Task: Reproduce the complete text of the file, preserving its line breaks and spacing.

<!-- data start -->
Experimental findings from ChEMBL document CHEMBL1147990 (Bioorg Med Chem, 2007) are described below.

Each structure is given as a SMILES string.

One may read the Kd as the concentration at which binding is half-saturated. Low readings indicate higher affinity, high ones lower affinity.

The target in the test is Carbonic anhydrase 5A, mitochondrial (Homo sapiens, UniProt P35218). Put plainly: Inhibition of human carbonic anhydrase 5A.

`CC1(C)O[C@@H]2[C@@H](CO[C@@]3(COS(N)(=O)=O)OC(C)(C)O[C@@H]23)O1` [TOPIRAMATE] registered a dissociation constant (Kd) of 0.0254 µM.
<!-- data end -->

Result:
Experimental findings from ChEMBL document CHEMBL1147990 (Bioorg Med Chem, 2007) are described below.

Each structure is given as a SMILES string.

One may read the Kd as the concentration at which binding is half-saturated. Low readings indicate higher affinity, high ones lower affinity.

The target in the test is Carbonic anhydrase 5A, mitochondrial (Homo sapiens, UniProt P35218). Put plainly: Inhibition of human carbonic anhydrase 5A.

`CC1(C)O[C@@H]2[C@@H](CO[C@@]3(COS(N)(=O)=O)OC(C)(C)O[C@@H]23)O1` [TOPIRAMATE] registered a dissociation constant (Kd) of 0.0254 µM.